Words by Jane Cornwell
A visual and aural treat from Havana’s proudest son, who lays himself bare on YO (that’s ‘I’ in Spanish) with impressive and often breathtaking results. Over the years, innumerable musicians have set out to trace Cuba’s African roots; very few have done so with such skill and flair, such daring and imagination as Fonseca. The pianist has come a long way from the talented kid who stepped in for the late and brilliant Rubén González in the Buena Vista Social Club and went on to woo the world with his singular blend of classical, jazz and Afro-Cuban music. His clutch of solo albums – including 2008’s Zamazu – and scorching live shows hinted at a pending masterwork. YO is it. Fonseca’s decision to pose shirtless – and remarkably buff – on the album’s cover is a signifier of his musical rebirth, of his decision to move onto the next phase of his musical life. So we have the party-fied opener, a joyfully unhinged plunge into several genres at once, and a taster of YO’s 15-strong line-up of musicians and singers.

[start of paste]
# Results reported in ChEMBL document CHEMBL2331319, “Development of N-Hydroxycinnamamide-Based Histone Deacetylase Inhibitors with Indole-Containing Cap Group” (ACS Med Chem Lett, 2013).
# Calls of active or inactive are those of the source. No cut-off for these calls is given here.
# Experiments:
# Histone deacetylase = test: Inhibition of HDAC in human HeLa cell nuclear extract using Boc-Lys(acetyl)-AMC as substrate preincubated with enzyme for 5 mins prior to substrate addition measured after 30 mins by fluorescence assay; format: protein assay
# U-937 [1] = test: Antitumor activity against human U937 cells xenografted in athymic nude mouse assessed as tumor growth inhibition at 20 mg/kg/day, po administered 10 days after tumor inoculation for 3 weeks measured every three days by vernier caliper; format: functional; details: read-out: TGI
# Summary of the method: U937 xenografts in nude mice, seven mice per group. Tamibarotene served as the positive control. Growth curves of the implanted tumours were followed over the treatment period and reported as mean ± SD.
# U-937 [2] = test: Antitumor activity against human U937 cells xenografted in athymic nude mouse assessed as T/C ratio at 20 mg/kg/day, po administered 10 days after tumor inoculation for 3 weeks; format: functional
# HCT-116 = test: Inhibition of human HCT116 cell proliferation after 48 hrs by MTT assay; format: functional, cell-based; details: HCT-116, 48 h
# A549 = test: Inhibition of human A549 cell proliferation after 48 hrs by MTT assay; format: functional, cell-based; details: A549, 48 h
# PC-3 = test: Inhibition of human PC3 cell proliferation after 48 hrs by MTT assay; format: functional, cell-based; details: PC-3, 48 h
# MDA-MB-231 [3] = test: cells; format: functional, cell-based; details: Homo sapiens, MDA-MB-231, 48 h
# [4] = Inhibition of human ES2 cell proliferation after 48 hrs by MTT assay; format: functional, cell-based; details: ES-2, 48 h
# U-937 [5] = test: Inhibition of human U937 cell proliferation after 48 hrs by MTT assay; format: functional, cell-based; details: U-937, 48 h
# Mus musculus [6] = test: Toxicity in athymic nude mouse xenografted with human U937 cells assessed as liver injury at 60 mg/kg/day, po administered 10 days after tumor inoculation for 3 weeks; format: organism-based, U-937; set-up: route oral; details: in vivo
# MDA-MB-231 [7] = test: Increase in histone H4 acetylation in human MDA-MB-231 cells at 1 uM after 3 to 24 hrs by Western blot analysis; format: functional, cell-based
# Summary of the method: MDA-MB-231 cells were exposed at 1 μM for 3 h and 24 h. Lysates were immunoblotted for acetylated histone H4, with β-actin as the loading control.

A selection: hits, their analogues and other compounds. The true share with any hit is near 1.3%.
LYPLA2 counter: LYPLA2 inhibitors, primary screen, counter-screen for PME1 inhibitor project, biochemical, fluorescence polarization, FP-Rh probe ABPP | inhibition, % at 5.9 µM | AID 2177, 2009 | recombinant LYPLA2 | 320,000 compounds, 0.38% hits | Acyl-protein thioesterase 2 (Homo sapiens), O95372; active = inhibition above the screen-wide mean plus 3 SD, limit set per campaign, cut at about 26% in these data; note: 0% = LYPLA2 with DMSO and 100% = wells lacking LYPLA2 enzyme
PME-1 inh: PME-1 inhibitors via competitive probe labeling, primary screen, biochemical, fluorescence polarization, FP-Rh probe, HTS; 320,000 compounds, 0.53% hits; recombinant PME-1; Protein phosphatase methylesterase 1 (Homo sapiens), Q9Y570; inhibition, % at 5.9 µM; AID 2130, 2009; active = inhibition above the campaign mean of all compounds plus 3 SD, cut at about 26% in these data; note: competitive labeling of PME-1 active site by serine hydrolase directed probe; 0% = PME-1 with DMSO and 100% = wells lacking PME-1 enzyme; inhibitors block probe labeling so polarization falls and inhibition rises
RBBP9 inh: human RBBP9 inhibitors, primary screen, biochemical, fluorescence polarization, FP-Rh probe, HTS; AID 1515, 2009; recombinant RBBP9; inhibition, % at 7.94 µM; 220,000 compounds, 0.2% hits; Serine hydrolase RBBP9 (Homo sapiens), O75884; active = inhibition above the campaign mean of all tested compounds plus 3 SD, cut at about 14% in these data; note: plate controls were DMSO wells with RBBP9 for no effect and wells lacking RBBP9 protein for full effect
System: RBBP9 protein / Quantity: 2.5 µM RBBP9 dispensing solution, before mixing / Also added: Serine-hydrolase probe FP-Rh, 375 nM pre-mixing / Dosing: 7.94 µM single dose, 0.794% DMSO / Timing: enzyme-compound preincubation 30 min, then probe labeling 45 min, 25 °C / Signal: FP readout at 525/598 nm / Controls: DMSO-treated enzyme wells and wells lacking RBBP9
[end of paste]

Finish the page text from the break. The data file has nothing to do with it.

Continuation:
Singers such as Malian chanteuse-about-town Fatoumata Diawara, who lends her crystalline vocals to ‘Bibisa’, a track that features ngoni and kora and contrasts Cuban motifs (such as the clave) with African elements. This time Fonseca’s palette is large. Here is both electro and acoustic; the griot and Gnawa traditions; rock and funk; blues and jazz. The artist’s deep grounding in the Afro-Cuban Santéria religion is evident on ‘Mi Negra Ave Maria’, a Gilles Peterson-produced track originally composed by Fonseca and his mother but granted extra luminosity with a spoken-word ode by hip-hop MC Mike Ladd. Highlights like this are many. Phase two of Fonseca’s career, you feel, has only just begun.
Listen to a choice track from YO on the Top of the World CD included with the current issue (#84 June 2012).
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